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ROAD TO THE 2022 CENTENNIAL CUP: OTTAWA JR. SENATORS

A manic sprint to the finish during the regular season set the CCHL champions up for the playoffs and led to a third-straight trip to Canada’s National Junior A Championship

By: Jason La Rose, Hockey Canada

Estevan, SK – With the Omicron variant rearing its ugly head in mid-December and the Central Canada Hockey League joining other Junior A leagues across the country in hitting pause on the regular season, it appeared a full season was out of the question.

Except … nope.

The league’s board of governors was committed to a full 55 games after losing the entire 2020-21 campaign to the COVID-19 pandemic, setting up a very busy final two months of the season.

After going 52 days between games from Dec. 12 to Feb. 2, the Ottawa Jr. Senators played 29 games in 67 days, including 10 sets of back-to-backs and one instance of three games in three nights – in three different arenas.

But the Jr. Senators embraced the opportunity, using the stretch run to prepare themselves for the rigours of playoff hockey.

“We said, ‘This is just like a playoff series. We’re going to play four in seven, maybe five or six in eight or nine days. That’s what the playoffs are going to be all about,’” said Ottawa associate coach and general manager Jamie Mayo. “So, we kind of looked at the schedule as a good preparation tool for what we would see in the playoffs.”

The best team in the CCHL going into the pandemic pause at 21-3-2, the Jr. Senators didn’t miss a beat when the league returned to play, winning their first seven games and cruising to top spot in the CCHL standings with an 11-point cushion on second-place Hawkesbury.

And once the playoffs began, Ottawa discovered the secret to avoiding having to play those “five or six in eight or nine” scenarios – get the series over in four.

It romped past Smiths Falls in four straight (in six days), downed Renfrew in the semifinals in five games (in eight days) and needed the minimum four games (and six days) to sweep Hawkesbury for its third-consecutive CCHL title.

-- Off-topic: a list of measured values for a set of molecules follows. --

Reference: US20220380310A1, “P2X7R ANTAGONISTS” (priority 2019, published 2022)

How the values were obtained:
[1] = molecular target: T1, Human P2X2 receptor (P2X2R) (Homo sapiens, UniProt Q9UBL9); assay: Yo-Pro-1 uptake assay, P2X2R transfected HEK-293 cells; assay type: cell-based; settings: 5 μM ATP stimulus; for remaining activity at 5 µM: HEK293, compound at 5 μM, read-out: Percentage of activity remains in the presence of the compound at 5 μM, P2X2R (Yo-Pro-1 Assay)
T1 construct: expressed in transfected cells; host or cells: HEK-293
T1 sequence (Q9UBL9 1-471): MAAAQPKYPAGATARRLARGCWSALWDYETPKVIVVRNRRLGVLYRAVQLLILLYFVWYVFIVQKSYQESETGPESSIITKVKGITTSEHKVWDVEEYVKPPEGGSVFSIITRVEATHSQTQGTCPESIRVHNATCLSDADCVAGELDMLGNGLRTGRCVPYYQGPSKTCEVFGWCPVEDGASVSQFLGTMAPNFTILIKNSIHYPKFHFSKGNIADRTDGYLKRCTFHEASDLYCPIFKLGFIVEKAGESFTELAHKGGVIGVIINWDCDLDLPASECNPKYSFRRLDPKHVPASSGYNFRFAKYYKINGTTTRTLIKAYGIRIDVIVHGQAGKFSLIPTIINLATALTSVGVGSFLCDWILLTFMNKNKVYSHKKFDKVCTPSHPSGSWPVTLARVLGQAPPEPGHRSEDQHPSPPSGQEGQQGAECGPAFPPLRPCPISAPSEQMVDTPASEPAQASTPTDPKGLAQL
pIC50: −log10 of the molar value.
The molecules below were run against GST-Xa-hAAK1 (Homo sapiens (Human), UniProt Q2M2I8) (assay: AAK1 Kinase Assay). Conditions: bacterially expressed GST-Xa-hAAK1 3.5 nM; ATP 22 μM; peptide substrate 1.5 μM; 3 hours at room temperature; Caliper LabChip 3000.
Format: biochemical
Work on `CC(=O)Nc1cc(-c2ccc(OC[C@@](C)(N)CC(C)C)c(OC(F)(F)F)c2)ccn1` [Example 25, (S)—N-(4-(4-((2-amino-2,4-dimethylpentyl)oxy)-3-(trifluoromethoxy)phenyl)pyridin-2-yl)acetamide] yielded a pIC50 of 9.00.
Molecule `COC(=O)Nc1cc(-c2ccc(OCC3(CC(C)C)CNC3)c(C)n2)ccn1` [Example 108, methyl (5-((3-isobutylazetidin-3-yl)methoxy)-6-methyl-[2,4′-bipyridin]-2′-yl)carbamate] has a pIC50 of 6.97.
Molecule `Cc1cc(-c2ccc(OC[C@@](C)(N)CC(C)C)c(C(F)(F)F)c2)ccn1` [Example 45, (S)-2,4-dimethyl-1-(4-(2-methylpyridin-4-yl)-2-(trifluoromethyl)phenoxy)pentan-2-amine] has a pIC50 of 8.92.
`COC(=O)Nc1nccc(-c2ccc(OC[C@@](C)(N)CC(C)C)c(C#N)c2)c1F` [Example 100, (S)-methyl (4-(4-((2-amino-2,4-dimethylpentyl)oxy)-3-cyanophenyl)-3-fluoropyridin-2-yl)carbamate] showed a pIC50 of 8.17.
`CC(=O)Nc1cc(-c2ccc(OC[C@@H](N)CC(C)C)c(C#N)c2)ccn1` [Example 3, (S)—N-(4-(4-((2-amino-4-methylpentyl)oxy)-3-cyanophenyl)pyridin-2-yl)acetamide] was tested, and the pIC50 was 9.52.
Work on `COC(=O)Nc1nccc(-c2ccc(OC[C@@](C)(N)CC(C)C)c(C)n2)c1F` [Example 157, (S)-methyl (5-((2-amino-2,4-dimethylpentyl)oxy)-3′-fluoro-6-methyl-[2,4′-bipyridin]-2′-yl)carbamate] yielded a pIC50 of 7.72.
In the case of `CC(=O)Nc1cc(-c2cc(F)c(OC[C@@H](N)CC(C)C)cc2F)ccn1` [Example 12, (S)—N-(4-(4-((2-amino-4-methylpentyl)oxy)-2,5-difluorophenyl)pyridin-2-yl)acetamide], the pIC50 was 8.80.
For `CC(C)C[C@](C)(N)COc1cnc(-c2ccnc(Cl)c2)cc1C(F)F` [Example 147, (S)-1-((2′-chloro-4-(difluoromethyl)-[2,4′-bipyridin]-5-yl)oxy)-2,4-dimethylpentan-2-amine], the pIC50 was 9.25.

Now it’s off to the Centennial Cup, presented by Tim Hortons; Ottawa is the first team to appear in three National Junior A Championships in a row since its CCHL rivals, the Carleton Place Canadians, did it from 2014 to 2016.

The Jr. Senators just hope not to see the host team in the semifinals – in all three of their previous trips to nationals (2002 in Halifax, 2018 in Chilliwack, 2019 in Brooks), they fell to the hosts in the semis.

Ottawa opens its Centennial Cup schedule against the Manitoba Junior Hockey League champions, the Dauphin Kings, on May 20.

HOW THEY GOT TO ESTEVAN

Central Canada Hockey League
Quarterfinal: defeated Smiths Falls 4-0 (6-1, 8-0, 2-1 OT, 6-1)
Semifinal: defeated Renfrew 4-1 (1-3, 2-3 OT, 2-1, 4-2, 4-0)
CCHL championship: defeated Hawkesbury 4-0 (5-4 2OT, 4-3 OT, 4-3, 4-0)

REGULAR SEASON

Record (W-L-OTL): 43-8-4 (1st in CCHL)
Goals for: 225 (1st in CCHL)
Goals against: 132 (2nd in CCHL)
Power play: 50 for 237 (21.1% – 4th in CCHL)
Penalty killing: 201 for 235 (85.5% – 2nd in CCHL)
Longest winning streak: 11 (Nov. 28-Feb. 18)
Top 3 scorers:
• Philippe Jacques – 31G 45A 76P (2nd in CCHL)
• Julian Recine – 25G 47A 72P (4th in CCHL)
• Simon Isabelle – 22G 45A 67P (6th in CCHL)

 

PLAYOFFS

Record: 12-1
Goals for: 53
Goals against: 21
Power play: 13 for 45 (28.9%)
Penalty killing: 50 of 56 (89.3%)
Top 3 scorers:
• Julian Recine – 7G 12A 19P
• Simon Isabelle – 10G 7A 17P
• Philippe Jacques – 5G 9A 14P

NATIONAL CHAMPIONSHIP HISTORY

2002 – Ottawa Jr. Senators | fourth place | 1-4 | 18GF 23GA
2018 – Ottawa Jr. Senators | fourth place | 2-3 | 14GF 15GA
2019 – Ottawa Jr. Senators | fourth place | 1-4 | 11GF 17GA

COMMITMENTS

Thomas Freel – University of Maine (2022-23)
Simon Isabelle – Rochester Institute of Technology (2022-23)
Philippe Jacques – Rochester Institute of Technology (2022-23)
Bodie Nobes – University of Maine (2023-24)

CJHL TOP 20 RANKINGS

Oct. 4 – 4th
Oct. 11 – 1st
Oct. 18 – 8th
Oct. 25 – 3rd
Nov. 1 – 6th
Nov. 8 – 4th
Nov. 15 – 3rd
Nov. 22 – 5th
Nov. 29 – 5th
Dec. 6 – 6th
Dec. 13 – 4th
Dec. 20 – 3rd
Feb. 7 – 3rd
Feb. 14 – 3rd
Feb. 21 – 5th
Feb. 28 – 3rd
March 7 – 6th
March 14 – 4th
March 21 – 4th